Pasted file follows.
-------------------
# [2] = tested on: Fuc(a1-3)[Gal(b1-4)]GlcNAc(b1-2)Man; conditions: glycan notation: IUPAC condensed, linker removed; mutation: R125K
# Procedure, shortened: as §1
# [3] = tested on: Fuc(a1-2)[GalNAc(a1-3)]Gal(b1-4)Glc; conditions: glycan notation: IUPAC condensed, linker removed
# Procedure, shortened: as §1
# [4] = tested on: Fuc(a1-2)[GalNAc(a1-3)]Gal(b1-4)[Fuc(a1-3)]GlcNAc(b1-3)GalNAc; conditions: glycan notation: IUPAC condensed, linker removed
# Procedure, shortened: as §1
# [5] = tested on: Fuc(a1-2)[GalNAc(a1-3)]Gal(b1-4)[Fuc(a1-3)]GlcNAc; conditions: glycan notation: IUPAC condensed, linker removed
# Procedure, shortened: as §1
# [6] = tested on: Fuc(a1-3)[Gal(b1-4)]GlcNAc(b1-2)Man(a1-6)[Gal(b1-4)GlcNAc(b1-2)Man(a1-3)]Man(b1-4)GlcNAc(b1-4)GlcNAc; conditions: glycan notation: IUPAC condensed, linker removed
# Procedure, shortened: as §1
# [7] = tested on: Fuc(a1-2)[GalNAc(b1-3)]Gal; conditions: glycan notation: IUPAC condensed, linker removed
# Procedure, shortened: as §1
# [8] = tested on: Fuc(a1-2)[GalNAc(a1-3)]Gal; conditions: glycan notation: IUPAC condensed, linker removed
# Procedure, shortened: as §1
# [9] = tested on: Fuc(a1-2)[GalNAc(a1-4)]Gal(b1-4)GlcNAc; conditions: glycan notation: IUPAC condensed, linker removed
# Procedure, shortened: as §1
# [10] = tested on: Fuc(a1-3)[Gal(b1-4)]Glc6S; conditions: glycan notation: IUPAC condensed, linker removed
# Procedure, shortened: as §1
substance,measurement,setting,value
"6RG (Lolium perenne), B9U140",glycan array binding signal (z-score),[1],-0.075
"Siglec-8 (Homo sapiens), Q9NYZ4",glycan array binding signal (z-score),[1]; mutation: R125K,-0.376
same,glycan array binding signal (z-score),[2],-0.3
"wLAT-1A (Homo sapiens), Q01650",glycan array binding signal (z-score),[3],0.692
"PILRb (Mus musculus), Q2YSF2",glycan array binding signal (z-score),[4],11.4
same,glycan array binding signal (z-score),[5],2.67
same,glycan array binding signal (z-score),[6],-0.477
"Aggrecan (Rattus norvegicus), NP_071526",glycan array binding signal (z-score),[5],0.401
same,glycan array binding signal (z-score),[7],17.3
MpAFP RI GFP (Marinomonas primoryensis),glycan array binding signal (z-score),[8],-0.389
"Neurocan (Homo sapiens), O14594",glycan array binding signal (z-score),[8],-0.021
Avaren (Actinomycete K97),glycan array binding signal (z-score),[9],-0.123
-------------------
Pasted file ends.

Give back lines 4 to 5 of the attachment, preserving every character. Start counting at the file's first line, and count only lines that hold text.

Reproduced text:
# Procedure, shortened: as §1
# [4] = tested on: Fuc(a1-2)[GalNAc(a1-3)]Gal(b1-4)[Fuc(a1-3)]GlcNAc(b1-3)GalNAc; conditions: glycan notation: IUPAC condensed, linker removed